Debt by Age Percentile Rank Calculator [USA]

Here's a calculator to rank your debt to specific age groups to see where you stand or where you project yourself to be in the future.

 From Age: To Age: Debt : \$

Debt Summary Statistics

Household Ranking:

0%
Debt Percentile Rank : Debt of \$0 ranks at the 0 percentile for ages 60 to 70
Median Debt : \$12,200
Mean Debt : \$90,919
Debt 25th - 75th Percentile Ranges : \$0 to \$96,000

Re-calculate percentile for a different Age / Debt combination.
Continue scrolling to see distribution graphs and additional statistics.

Debt Percentiles

50th Percentile (Median) : \$12,200
75th Percentile: \$96,000
95th Percentile: \$362,300
99th Percentile: \$784,000

Debt Percentile Stats

• To be in the top 1% for this age range, your household would need a debt of \$784,000. This would include mortgages, credit cards, installment payments, and other loans.
• To be in the top 5% for this age range, your household would need an debt of \$362,300. This would include mortgages, credit cards, installment payments, and other loans.
• Your debt of \$0 for ages 60 to 70 ranks at the 0th percentile. Re-enter a different debt to find the percentile for that age / debt combination.

Debt Composition of Households like you

Comparisons of Net Worth, Assets, and Debt components of similar households versus median households.
• Households like you ( weighted using 0th to 5th percentiles)
• Versus Households at the Median (weighted using 45th to 55th percentiles)
Asset CategorySimilar HouseholdsHouseholds with Median Debt
Net Worth:\$nan\$407,808
Total Assets:\$nan\$420,008
Financial Assets:\$nan\$204,513
Main House:\$nan\$127,352
Other Assets:\$nan\$88,143
Total Debts:\$nan\$12,200
Main Mortgage:\$nan\$1,815
Other Mortgages:\$nan\$208
Lines of Credit:\$nan\$43
Credit Cards:\$nan\$0
Other Debts:\$nan\$10,134

Comparisons of Income components of similar households versus median households.
Income CategorySimilar HouseholdsHouseholds with Median Debt
Total Income:\$nan\$53,569
Wage & Salary Income:\$nan\$24,894
Other Income:\$nan\$28,676
The asset compositions are calculated using weighted averages of all the households with-in the specific percentiles. For example, only a portion of the households will own homes, but the asset composition value above for Main House will be averaged across all households still.

Debt Percentiles For Ages 60 to 70

For reference, here is how much debt you would have to have to rank at certain percentiles for ages 60 to 70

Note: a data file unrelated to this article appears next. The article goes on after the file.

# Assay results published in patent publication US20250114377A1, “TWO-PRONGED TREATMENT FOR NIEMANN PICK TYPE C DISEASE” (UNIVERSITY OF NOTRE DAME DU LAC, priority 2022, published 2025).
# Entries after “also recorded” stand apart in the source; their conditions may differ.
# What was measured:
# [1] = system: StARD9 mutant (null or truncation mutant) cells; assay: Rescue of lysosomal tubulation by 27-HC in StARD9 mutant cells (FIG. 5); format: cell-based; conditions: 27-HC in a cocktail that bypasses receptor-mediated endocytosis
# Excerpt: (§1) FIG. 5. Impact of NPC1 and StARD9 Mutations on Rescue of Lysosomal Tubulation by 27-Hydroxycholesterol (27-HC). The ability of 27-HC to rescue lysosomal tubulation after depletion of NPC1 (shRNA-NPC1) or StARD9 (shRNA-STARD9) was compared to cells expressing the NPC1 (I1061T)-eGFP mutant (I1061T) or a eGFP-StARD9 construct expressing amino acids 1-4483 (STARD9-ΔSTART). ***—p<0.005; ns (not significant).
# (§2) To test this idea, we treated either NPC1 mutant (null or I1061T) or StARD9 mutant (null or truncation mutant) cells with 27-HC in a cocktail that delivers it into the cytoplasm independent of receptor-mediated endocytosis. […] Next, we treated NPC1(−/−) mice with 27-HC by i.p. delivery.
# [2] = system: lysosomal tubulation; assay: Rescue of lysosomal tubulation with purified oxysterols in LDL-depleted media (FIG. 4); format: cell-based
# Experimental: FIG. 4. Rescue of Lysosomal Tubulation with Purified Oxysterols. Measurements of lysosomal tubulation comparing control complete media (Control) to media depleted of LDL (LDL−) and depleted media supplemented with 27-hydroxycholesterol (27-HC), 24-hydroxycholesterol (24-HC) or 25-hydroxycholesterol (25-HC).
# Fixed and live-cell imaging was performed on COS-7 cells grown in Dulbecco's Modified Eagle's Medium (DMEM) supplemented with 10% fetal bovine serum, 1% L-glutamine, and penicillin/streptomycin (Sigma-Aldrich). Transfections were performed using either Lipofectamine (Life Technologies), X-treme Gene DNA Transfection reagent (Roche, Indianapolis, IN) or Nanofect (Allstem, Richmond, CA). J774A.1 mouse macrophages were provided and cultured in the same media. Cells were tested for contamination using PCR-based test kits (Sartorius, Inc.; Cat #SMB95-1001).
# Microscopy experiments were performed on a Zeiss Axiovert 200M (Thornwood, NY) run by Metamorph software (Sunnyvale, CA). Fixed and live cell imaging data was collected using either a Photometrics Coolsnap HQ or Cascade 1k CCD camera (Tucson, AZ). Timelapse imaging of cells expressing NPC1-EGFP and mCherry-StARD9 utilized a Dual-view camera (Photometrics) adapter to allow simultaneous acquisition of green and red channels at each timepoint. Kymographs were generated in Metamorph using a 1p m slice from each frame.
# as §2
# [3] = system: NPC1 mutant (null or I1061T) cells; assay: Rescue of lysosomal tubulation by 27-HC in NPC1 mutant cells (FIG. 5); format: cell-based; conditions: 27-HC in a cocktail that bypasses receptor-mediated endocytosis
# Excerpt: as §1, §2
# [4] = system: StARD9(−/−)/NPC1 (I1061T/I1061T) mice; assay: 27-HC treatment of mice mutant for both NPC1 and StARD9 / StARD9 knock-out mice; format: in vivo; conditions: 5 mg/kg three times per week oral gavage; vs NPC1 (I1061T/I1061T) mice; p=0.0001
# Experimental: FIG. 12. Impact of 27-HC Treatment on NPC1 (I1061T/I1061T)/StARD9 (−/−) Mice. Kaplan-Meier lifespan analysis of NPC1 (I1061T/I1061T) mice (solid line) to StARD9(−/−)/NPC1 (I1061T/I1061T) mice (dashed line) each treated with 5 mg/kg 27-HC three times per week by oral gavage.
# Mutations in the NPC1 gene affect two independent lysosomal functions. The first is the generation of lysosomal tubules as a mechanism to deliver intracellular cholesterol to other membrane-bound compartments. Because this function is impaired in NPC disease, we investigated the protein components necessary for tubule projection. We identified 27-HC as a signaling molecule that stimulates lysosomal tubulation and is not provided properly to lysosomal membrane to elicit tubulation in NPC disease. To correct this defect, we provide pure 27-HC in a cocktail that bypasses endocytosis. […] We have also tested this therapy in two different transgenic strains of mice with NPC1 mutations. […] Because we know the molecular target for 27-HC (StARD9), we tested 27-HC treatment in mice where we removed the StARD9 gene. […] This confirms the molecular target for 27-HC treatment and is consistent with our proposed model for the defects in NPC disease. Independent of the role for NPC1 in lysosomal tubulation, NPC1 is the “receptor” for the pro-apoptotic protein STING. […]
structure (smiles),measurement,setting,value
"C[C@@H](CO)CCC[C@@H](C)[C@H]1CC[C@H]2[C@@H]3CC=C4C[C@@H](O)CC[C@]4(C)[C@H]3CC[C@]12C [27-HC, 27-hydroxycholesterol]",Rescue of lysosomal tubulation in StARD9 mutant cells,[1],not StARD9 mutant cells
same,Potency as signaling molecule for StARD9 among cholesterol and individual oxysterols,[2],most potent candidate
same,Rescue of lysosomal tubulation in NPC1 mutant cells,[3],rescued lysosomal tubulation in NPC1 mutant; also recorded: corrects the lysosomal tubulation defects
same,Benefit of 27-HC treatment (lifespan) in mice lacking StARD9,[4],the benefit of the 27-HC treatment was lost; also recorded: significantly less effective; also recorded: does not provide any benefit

PercentileDebt (in Dollars)
90%\$254,500
80%\$140,000
70%\$65,320
60%\$30,000
50%\$12,200
40%\$5,000
30%\$300
20%\$0
10%\$0
Percentiles show the ranking of a particular debt result. So a 90% (ninetieth percentile) means that out 100 people the household ranked 90th would have a debt of around \$254,500.

Share These Results :

These results are based off of 6615 individual samples where the head of household was age 60 to 70 and are weighted to represent 24832442 American households.

The numbers are based off of the results of the 2019 Survey of Consumer Finances by the Federal Reserve. They have the raw data freely available as well as their own dashboards. The number of samples per age vary quite a bit, so you might get unusual results for certain ages.

11/27/2020: Updated for 2019 data, and added new charts and graphs.

4 thoughts on “Debt by Age Percentile Rank Calculator [USA]”

1. ScottF says:

I think this is giving the wrong figure when I enter a debt of zero; it says that 0% have less /or equal/ to that debt. But when I put in \$1, it says that 16.05% have less or equal. I doubt that this is the percent of people who have /between/ \$0 and \$1 in debt, but is presumably the number of people who are actually debt-free. Presumably the first figure is really those who have /less/ than 0 debt, but if you really meant less /or equal/, this should again be 16%.

2. Tim says:

Depending on whether I count debt that I’ve incurred as part of investing in three rental houses or not, either 95% of people from 60 to 70 have less debt than me, or I have no debt at all. The debt (three 15-year mortgages at 4.25%, 4% and 3.375%) is the leverage that has enabled me to get an average return on equity of better than 10% for the past 5 years and my net worth has gotten a nice boost for having taken it on.

3. Andy says:

Tim,
I agree. Really what this should be asking is consumer debt and not debt associated with an appreciating asset. Even net debt. I owe \$300k on a home. I have \$4m in the bank. I have \$0 consumer debt. If I use the \$300k as my debt it appears I am in deep deep trouble. I keep the mortgage as my rate is 2.36%.
Your situation reminds me of a conversation I had with a friend 10 years ago. At that time I had 11 income properties and mortgages of over \$2m. He asked me how I could sleep at night. He was a fireman with no other income or assets other than his personal home. I asked him what the balance on his credit cards were. \$4,000. I told him I had none and couldn’t sleep at night if had any credit card debt. lol.
Andy

4. Agree with Tim and Andy, this data is kind of misleading, because ‘good debt’ can be associated with an appreciating asset. I have \$350,000 mortgage on my home in California, a state people are quick to bash for higher taxes and higher cost of living, including house prices. I moved from Michigan and did have to pay twice as much for the house in California as my home in Michigan However , taking on more debt has become the best single investment I ever made, as homes appreciated here and I increased my equity by \$250,000 in 6 years while living in a place other people dream about living.

This site uses Akismet to reduce spam. Learn how your comment data is processed.